I recently had the opportunity to attend the promotion of a good friend to the rank of a four-star general in the U.S. Air Force. Along with the festivities of the promotion he also assumed command of one of the Air Force’s newest commands – the Air Force Global Strike Command. I found a ring of familiarity from having been a member of the Air Force’s storied Strategic Air Command for years, the command born out of World War II and the looming threat of the Soviet Union and bearing the responsibility for the nation’s nuclear arsenal and the employment of nuclear weapons in the event of a global war. At the ceremony someone asked me, “what is Global Strike Command?” I answered, “it is very much like the former Strategic Air Command,” the command that won the “Cold War!” At the same time a phrase I’d heard many times and supposedly attributed to Mark Twain came to mind, “history doesn’t repeat itself, but it often rhymes.” In the case of the formation of this newest command it became clear it was critical that Air Force leadership draw upon the 40 plus years of Strategic Air Command history as the command was brought to operational status.
The Virginia Aeronautical Historical Society (VAHS) has a similar role – to accurately preserve Virginia aviation history so that when it “begins to rhyme” there is a repository to which we can turn to learn from the past and use as a basis to build upon. And, of course, to provide a venue for today’s generation to learn about, appreciate and understand the role of aviation in the Commonwealth. And hopefully to spark an interest in young people to pursue an interest or career in aviation.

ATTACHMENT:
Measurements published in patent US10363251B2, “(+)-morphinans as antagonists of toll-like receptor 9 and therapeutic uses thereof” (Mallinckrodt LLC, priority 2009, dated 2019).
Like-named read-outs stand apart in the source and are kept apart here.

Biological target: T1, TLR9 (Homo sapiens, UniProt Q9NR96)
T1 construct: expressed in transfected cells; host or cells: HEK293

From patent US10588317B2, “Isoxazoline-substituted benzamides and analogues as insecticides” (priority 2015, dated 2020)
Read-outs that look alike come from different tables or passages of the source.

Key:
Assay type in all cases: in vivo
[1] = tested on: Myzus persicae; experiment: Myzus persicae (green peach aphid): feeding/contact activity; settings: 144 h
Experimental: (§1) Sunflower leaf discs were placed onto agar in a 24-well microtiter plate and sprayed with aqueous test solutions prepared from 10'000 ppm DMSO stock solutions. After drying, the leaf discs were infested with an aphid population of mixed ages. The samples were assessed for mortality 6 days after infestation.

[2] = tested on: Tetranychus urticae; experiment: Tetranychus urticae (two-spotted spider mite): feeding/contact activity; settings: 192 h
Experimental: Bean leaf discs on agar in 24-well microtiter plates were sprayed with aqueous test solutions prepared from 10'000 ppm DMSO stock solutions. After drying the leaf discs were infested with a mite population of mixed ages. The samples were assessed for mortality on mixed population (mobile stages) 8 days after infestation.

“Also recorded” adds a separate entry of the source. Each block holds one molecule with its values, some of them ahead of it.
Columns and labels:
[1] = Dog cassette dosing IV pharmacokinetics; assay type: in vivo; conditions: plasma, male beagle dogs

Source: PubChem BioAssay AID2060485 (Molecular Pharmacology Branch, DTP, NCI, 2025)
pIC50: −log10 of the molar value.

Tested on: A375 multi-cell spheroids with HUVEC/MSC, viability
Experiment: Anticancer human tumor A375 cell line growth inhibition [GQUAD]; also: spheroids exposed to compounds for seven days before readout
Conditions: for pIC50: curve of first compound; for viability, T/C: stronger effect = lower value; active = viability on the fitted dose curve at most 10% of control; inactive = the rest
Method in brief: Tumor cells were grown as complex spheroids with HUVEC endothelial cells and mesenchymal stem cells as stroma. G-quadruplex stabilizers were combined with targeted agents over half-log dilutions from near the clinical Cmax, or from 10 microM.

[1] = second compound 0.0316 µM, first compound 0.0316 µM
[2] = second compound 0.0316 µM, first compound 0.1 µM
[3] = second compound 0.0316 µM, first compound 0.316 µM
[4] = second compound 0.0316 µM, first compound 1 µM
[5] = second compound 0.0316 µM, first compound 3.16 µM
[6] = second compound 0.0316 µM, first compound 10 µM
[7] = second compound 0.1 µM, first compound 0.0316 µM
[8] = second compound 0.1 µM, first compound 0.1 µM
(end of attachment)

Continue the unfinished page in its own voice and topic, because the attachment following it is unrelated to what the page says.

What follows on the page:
The relocation of the Society headquarters to Shannon Airport in Fredericksburg along with the Virginia Hall of Fame has provided us with a grand opportunity to not repeat ourselves, but to “rhyme” in new, innovative and positive ways.
As the recently appointed Chairman of the VAHS I am committed to seizing this opportunity. We are blessed with a rejuvenated Board of Directors, officers who are passionate about our mission and an environment at Shannon that is unprecedented in our history. The partnership that has formed between Shannon, its owner, Luke Curtas and the entire airport Campus team is positive and extremely encouraging.
We have challenges. We need to ensure we remain on a sound financial footing, we need to increase our membership and we need to build upon the opportunity we have at Shannon. All of this is doable but, will take commitment and teamwork from the VAHS Board, the VAHS officers and the membership.
I look forward to my tenure and the exciting progress we will make as we build upon our past and create an even stronger VAHS. As we celebrate the 40th anniversary of the VAHS let’s fly in formation together and create a “rhythm,” akin to what the Strategic Air Command did for over 40 years, a rhythm that will last the VAHS another 40 years.
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